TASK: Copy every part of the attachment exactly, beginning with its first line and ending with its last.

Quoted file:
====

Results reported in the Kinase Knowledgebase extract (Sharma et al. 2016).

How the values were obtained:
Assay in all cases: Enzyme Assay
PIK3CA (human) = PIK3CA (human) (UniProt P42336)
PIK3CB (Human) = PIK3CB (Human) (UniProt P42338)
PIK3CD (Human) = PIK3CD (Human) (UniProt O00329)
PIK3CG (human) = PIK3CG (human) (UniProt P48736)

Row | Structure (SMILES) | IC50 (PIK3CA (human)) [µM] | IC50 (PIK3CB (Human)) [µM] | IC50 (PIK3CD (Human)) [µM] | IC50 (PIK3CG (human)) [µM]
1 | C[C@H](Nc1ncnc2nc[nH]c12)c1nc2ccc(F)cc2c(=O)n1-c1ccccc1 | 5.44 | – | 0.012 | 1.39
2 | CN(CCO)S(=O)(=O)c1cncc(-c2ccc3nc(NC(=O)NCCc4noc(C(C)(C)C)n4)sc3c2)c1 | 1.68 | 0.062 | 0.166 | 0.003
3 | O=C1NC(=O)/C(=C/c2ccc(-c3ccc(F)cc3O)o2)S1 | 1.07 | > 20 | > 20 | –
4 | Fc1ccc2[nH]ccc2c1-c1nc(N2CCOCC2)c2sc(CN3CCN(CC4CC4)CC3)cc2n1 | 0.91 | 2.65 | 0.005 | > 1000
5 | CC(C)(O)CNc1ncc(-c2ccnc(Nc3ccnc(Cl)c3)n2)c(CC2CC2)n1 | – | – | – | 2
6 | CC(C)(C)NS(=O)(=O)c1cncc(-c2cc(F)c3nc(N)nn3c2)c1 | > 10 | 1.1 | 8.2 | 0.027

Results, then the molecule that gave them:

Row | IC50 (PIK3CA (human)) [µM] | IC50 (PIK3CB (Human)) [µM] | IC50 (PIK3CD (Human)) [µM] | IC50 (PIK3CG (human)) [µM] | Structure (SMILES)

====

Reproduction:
Results reported in the Kinase Knowledgebase extract (Sharma et al. 2016).

How the values were obtained:
Assay in all cases: Enzyme Assay
PIK3CA (human) = PIK3CA (human) (UniProt P42336)
PIK3CB (Human) = PIK3CB (Human) (UniProt P42338)
PIK3CD (Human) = PIK3CD (Human) (UniProt O00329)
PIK3CG (human) = PIK3CG (human) (UniProt P48736)

Row | Structure (SMILES) | IC50 (PIK3CA (human)) [µM] | IC50 (PIK3CB (Human)) [µM] | IC50 (PIK3CD (Human)) [µM] | IC50 (PIK3CG (human)) [µM]
1 | C[C@H](Nc1ncnc2nc[nH]c12)c1nc2ccc(F)cc2c(=O)n1-c1ccccc1 | 5.44 | – | 0.012 | 1.39
2 | CN(CCO)S(=O)(=O)c1cncc(-c2ccc3nc(NC(=O)NCCc4noc(C(C)(C)C)n4)sc3c2)c1 | 1.68 | 0.062 | 0.166 | 0.003
3 | O=C1NC(=O)/C(=C/c2ccc(-c3ccc(F)cc3O)o2)S1 | 1.07 | > 20 | > 20 | –
4 | Fc1ccc2[nH]ccc2c1-c1nc(N2CCOCC2)c2sc(CN3CCN(CC4CC4)CC3)cc2n1 | 0.91 | 2.65 | 0.005 | > 1000
5 | CC(C)(O)CNc1ncc(-c2ccnc(Nc3ccnc(Cl)c3)n2)c(CC2CC2)n1 | – | – | – | 2
6 | CC(C)(C)NS(=O)(=O)c1cncc(-c2cc(F)c3nc(N)nn3c2)c1 | > 10 | 1.1 | 8.2 | 0.027

Results, then the molecule that gave them:

Row | IC50 (PIK3CA (human)) [µM] | IC50 (PIK3CB (Human)) [µM] | IC50 (PIK3CD (Human)) [µM] | IC50 (PIK3CG (human)) [µM] | Structure (SMILES)